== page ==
the choice 2000

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interview: tom grieve
photo of tom grieve

Grieve was the general manager of the Texas Rangers and currently serves as a broadcaster for the team. He speaks about George W. Bush's role as owner of the Texas Rangers from 1989 to 1998, and how that experience relates to Bush's political career.
Tell me about your first meeting with George W. Bush, your first impressions.

I think my first reaction was a little bit negative...Here comes this spoiled little rich guy who wants to be a baseball owner now and we're going to have to put up with it... The funny thing is, right from the start, any perception like that was completely debunked. I think the thing that came across right from the start, and continued throughout the time that George was with the Rangers was that he's a nice guy. He's a good guy, he's a down-to-earth guy, he didn't want to come in and run the baseball team. He loved baseball, he helped put together the group to buy the team, he wanted to see the team flourish and be successful, and he was very supportive behind the scenes. But he never at all came in and tried to be the guy, tried to make the trade, try to run the team. He didn't have that kind of agenda right from the start and he put us all at ease the first time we met him.

What was George Bush's role at the Rangers?

Well he became-- along with Rusty Rose-- one of the two managing general partners. It was George and Rusty who, basically, made the philosophy of the team and ran the team on an everyday basis. Rusty was behind the scenes; he didn't want any contact with the media, didn't want to be a public figure. He was more of the financial person behind the scenes. George was the front man. George was the guy that you met when you wanted to be introduced to Ranger baseball. He was the spokesperson. He dealt with the media, he dealt with the fans, and it was obvious to us right from the start that that's what he was made for.... He was there every day. He sat next to the dugout, he was on the field before the game, when there were tough decisions to be made he accepted responsibility for them and we all always appreciated that. He didn't hide behind anyone. He was there to take the heat.... George chose to sit right next to the dugout, with the fans, every day... I mean, it's a hundred degrees down there. He's there from before the game, half an hour before the game, didn't leave his seat except to go to the bathroom, cheering for the ball club, signing autographs, listening to hecklers, accepting well-wishes from season-ticket customers.

Define what being around George Bush is like.

I think the easiest way to explain that is, when you're in an organization, and I can only speak for Ranger baseball because this is the only job I've ever had, when people at his level are walking around the office, it's very common for those of us who work there to look out into the hallway and say, "Uh-oh, I hope he's not coming this way. There's got to be a problem, here he comes."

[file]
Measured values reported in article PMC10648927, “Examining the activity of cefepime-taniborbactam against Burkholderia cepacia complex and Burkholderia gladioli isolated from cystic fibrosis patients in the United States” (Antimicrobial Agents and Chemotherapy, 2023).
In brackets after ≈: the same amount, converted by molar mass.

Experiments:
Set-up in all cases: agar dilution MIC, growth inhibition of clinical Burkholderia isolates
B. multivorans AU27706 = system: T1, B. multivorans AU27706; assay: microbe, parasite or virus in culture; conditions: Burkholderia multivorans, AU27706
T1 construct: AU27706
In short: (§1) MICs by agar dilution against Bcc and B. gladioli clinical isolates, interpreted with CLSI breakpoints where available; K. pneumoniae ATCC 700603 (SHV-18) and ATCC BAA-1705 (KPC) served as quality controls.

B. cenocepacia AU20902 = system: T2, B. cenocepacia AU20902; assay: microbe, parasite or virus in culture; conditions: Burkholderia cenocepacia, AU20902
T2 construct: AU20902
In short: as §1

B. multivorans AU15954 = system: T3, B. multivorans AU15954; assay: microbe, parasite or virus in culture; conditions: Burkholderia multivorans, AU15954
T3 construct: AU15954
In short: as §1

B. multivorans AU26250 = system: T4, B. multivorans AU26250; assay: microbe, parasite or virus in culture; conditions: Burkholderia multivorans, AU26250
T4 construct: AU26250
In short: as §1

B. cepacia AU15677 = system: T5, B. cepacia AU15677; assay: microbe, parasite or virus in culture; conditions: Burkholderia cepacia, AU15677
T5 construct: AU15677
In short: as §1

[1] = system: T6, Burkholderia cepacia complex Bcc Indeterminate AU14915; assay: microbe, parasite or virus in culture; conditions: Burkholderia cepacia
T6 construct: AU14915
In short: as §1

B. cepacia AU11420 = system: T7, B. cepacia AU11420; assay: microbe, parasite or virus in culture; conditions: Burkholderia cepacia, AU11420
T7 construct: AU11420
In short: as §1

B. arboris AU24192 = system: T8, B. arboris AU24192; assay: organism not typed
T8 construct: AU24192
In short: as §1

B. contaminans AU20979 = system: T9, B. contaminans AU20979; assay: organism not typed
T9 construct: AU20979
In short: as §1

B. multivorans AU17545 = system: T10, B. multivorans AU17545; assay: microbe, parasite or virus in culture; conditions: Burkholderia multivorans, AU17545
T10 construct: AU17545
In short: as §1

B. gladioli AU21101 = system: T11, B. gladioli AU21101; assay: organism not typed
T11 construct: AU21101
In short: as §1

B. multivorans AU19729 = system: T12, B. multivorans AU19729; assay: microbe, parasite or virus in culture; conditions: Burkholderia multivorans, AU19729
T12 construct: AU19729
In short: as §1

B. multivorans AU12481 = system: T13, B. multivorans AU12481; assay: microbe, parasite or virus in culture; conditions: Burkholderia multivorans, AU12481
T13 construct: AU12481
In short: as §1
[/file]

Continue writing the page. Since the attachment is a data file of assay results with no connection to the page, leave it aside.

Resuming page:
With George, everybody looked out and saw him and said, "I hope he comes my way. I hope he comes into my office." He wasn't an owner who sent memos, that was removed from everybody. His way of communicating was to get there early and make the rounds and talk to everybody, not just the general manager but-- sometimes it was the scouting director, sometimes it was the director of media relations, and a lot of times it was the secretaries. Just to talk to them.

... he has a little touch of sarcasm to him, I always worried they're going to catch one of these little wisecracks that he's going to make. He always made you feel better when you left. He has a great sense of humor, he's a genuine good guy, and when he was talking to you, he made you feel like you were the focus of it. You were the one he cared about. "How's your family, is everything going well, is there anything we can do to make this a better organization?" And when he left, you'd say to yourself, "Man, what a great guy. I can't believe he's the owner of the team, he acts like one of the-- just one of the people that's working there."

How important is loyalty to George Bush?

I think George was loyal in this way, in that he was very supportive of-- he never left you hanging. We made some bad decisions while he was here, and he never removed himself from those decisions, as if to say, "I delegate that authority and those are the guys making those decisions, you know, I didn't have anything to do with that." George's way of showing his loyalty and the way he ran the team would be to be there, "Look, we make well-planned-out decisions in this organization, and when we succeed we all enjoy the benefit, and when we don't, we all take the blame. That was the person that made that decision, but we were all involved in it, and so if you want to complain about that decision, then that decision starts with the top and that's me and we'll discuss it." So he was loyal in that way, in that he was solidly behind everybody.

When he was negotiating in public for the team, how did he come across?